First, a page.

Michelle Goldberg has a terrific piece exploring the intellectual roots of Michelle Bachmann:

Bachmann honed her view of the world after college, when she enrolled at Coburn Law School at Oral Roberts University, an "interdenominational, Bible-based, and Holy Spirit-led" school in Oklahoma. "My goal there was to learn the law both from a professional but also from a biblical worldview," she said in an April speech.
At Coburn, Bachmann studied with John Eidsmoe, who she recently described as "one of the professors who had a great influence on me." Bachmann served as his research assistant on the 1987 bookChristianity and the Constitution, which argued that the United States was founded as a Christian theocracy, and that it should become one again. "The church and the state have separate spheres of authority, but both derive authority from God," Eidsmoe wrote. "In that sense America, like [Old Testament] Israel, is a theocracy." ...
In the statehouse, Bachmann made opposition to same-sex marriage her signature issue. Both she and her husband, by all accounts her most trusted political adviser, believe that homosexuality can be cured. Speaking to a Christian radio station about gay teenagers last year, Marcus, who treats gay people in his counseling practice, said, "Barbarians need to be educated. They need to be disciplined, and just because someone feels this or thinks this, doesn't mean that we're supposed to go down that road."
In 2004, Bachmann gave a speech warning that same-sex marriage would lead to schoolchildren being indoctrinated into homosexuality. She wanted everyone to know, though, that she doesn't hate gay people. "Any of you who have members of your family in the lifestyle, we have a member of our family that is," she said. "This is not funny. It's a very sad life. It's part of Satan, I think, to say that this is gay."

The religious right has its origins and deepest roots in social issues, as Goldberg shows. But it has evolved into a more full-fledged worldview with coherent positions on economics and foreign policy that often motivate its believers just as strongly. That is a key development that the many analysts who have been dismissing Bachmann have failed to grasp. Twenty years ago, a figure like Bachmann would represent a sizeable but still minority constituency in the party, speaking to a cadre motivated by social issues but unable to represent the concerns of most Republican voters. (For instance, Pat Robertson, the televangelist who turned in a strong showing in the 1988 Iowa caucus but fizzled afterward.)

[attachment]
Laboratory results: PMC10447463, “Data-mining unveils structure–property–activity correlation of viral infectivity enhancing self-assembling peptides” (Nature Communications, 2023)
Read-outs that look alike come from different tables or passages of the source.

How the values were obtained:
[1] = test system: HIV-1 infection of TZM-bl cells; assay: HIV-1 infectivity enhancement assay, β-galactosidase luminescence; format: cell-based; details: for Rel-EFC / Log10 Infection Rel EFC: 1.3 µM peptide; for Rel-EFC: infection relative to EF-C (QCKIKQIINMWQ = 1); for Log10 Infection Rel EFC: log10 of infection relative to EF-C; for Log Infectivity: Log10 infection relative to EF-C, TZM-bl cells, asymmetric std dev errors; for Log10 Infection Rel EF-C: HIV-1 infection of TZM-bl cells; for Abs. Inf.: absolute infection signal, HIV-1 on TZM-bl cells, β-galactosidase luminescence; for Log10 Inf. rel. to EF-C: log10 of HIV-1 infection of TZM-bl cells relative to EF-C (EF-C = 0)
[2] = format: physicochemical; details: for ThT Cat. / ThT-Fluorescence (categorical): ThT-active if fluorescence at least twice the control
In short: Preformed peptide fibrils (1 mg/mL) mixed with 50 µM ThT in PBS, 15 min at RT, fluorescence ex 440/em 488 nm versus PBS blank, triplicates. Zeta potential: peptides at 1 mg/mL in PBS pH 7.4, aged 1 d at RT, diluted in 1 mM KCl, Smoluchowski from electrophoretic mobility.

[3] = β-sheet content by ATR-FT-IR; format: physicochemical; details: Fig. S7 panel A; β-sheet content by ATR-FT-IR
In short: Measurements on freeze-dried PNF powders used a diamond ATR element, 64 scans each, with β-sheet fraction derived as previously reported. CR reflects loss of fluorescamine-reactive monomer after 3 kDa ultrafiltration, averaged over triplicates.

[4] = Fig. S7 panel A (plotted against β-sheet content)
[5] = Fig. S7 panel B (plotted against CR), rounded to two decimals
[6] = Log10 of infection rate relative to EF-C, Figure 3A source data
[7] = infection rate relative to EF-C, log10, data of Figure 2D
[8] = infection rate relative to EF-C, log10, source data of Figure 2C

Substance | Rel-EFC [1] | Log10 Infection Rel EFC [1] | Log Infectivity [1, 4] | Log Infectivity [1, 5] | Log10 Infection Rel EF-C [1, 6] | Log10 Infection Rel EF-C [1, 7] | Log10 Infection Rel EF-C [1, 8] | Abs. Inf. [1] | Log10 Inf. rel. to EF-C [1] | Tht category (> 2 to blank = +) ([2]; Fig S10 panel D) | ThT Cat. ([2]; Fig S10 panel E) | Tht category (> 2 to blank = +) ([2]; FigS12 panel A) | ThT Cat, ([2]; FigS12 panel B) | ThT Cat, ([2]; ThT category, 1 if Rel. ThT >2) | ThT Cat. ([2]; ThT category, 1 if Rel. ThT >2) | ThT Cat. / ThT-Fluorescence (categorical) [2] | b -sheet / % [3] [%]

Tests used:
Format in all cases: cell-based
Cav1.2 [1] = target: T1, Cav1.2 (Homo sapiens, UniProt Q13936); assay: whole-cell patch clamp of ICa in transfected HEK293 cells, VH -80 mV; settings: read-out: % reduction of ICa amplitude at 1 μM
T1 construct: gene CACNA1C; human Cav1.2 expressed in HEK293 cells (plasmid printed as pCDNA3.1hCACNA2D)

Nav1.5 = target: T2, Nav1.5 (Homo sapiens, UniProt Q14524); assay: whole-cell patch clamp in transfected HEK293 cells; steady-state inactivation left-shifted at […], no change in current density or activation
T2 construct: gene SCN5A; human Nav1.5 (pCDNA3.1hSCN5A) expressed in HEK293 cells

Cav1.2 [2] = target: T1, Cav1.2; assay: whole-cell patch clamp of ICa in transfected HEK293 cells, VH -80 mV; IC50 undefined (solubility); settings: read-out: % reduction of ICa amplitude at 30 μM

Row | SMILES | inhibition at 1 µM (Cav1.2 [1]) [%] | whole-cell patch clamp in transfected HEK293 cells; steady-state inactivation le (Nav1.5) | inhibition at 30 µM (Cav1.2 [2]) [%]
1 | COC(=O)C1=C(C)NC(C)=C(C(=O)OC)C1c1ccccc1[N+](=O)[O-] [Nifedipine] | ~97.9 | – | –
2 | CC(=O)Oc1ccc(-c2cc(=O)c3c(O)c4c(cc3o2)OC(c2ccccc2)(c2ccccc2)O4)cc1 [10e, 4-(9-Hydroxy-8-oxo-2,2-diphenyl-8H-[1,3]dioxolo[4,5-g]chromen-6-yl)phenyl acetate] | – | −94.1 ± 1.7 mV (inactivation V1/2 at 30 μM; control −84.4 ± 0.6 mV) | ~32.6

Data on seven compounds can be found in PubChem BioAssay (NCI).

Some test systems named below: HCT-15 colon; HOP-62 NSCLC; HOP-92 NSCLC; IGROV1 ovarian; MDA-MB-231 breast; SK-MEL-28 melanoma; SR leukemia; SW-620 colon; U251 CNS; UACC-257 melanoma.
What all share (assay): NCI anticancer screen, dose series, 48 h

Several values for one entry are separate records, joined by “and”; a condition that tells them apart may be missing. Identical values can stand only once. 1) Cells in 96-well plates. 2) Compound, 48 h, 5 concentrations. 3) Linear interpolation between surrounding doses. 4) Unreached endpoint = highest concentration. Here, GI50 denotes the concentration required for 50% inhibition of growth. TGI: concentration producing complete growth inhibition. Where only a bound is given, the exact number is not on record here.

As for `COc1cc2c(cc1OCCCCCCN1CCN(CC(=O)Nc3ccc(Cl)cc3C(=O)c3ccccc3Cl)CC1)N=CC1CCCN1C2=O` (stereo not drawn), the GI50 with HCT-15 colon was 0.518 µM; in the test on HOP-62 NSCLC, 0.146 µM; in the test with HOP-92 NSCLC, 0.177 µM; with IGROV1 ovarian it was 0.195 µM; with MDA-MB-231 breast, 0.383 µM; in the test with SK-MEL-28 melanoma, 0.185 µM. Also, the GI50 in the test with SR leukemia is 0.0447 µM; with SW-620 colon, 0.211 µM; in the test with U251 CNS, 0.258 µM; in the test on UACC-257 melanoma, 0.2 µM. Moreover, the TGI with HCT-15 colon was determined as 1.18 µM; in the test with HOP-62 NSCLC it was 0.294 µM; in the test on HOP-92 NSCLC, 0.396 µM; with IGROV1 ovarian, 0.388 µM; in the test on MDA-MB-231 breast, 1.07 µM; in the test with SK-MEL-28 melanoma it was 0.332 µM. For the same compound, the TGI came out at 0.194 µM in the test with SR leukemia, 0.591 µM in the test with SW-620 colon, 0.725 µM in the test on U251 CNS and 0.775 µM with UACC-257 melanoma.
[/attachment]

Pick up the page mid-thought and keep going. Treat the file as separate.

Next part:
But Bachmann is a cutting edge religious right conservative, espousing an apocalyptic free market fundamentalism that's become virtually indistinguishable from the apocalyptic Randian worldview of the party's libertarian wing. Bachmann spent months addressing Tea Party rallies where she focused primarily on economics.  Meanwhile, the movement's embrace of right-wing Israeli nationalism has merged with mainstream Republican foreign policy thought. (Not just Bachmann but figures like Mitt Romney* and Newt Gingrich will appear at Glenn Beck's nut-fest in Jerusalem this August.)

The skepticism about Bachmann's prospects reflects an antiquated assumption that there's a natural ceiling within the GOP on the support base of a hard-core religious conservative. Yet both the movement and the party have changed in ways that make that less and less true.

*Update: Romney's campaign now says he will not attend.